Sidney Kramer

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Sidney "Sid" Kramer
Democratic Central Committee of Montgomery County, Maryland
In office
Montgomery County Council
In office
Maryland State Senate, District 19
In office
3rd Executive of Montgomery County, Maryland
In office
Preceded by Charles W. Gilchrist
Succeeded by Neal Potter
Personal details
Born (1925-07-08) July 8, 1925 (age 92)
Washington, D.C., U.S.
Political party Democratic
Spouse(s) Betty Mae Kramer
Occupation Politician, businessman

Sidney Kramer (born July 8, 1925) is an American politician.

Early life and education[edit]

Sidney was born in Washington, D.C. and graduated from Calvin Coolidge High School in 1944 and entered George Washington University where he obtained baccalaureate degrees in physics and chemistry. In 1957, he became the owner and operator of Automatic Car Washes. When he moved to Montgomery County, Maryland.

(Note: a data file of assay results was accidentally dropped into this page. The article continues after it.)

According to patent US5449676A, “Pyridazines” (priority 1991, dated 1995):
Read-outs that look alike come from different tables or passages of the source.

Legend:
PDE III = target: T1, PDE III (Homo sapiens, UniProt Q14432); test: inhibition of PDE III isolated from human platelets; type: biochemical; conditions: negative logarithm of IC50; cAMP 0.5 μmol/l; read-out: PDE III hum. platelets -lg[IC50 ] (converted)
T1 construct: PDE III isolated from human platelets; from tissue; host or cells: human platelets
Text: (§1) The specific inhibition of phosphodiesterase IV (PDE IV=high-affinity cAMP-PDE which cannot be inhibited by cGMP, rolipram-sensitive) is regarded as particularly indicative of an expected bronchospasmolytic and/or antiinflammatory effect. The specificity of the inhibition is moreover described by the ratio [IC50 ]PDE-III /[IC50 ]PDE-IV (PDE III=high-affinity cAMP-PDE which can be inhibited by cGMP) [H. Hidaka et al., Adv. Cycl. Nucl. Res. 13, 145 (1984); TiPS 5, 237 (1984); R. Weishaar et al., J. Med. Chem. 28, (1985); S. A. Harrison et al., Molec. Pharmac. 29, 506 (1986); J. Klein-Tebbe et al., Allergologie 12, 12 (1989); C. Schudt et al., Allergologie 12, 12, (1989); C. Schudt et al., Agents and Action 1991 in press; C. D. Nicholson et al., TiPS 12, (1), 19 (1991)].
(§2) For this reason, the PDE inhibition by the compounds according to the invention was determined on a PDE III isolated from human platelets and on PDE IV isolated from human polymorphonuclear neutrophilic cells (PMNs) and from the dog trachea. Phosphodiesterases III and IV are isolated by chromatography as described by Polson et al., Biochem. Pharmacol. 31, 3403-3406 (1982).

Personal life[edit]

Sidney married with Betty Mae and had an daughter, Rona E. Kramer, represented Maryland's 14th District in the State Senate from 2003 to 2011 and his son, Benjamin F. Kramer, has represented Maryland's 19th District in the House of Delegates since 2007. Betty Mae Krammer Gallery and Music Room is named after her wife's name.


In 1960, Kramer joined and actively participated in the local parent-teacher associations, the Silver Spring Chamber of Commerce, and the Montgomery County Citizens Planning Association.

A lifelong Democrat, Kramer served on the Montgomery County Democratic Central Committee from 1965 to 1966. In the 1966 election, he lost a bid for a seat in the Montgomery County Council. In 1970, however, he successfully gained election to the Council and served as a member until 1974. In 1974, he was the Democratic nominee for Congress against incumbent Republican Gilbert Gude. He lost 2:1.[1] In 1978, Kramer was elected to a seat in the Maryland State Senate where he served for eight years as Chairperson of the Montgomery County Delegation. In 1986, he returned to the County and subsequently defeated then-County Council Member David Scull in the race to become the third County Executive of Montgomery County.[2] He was defeated in the 1990 Democratic primary by Neal Potter, who went on to become the fourth Montgomery County Executive.


External links[edit]

Preceded by
Charles W. Gilchrist
Montgomery County, Maryland Executive
Succeeded by
Neal Potter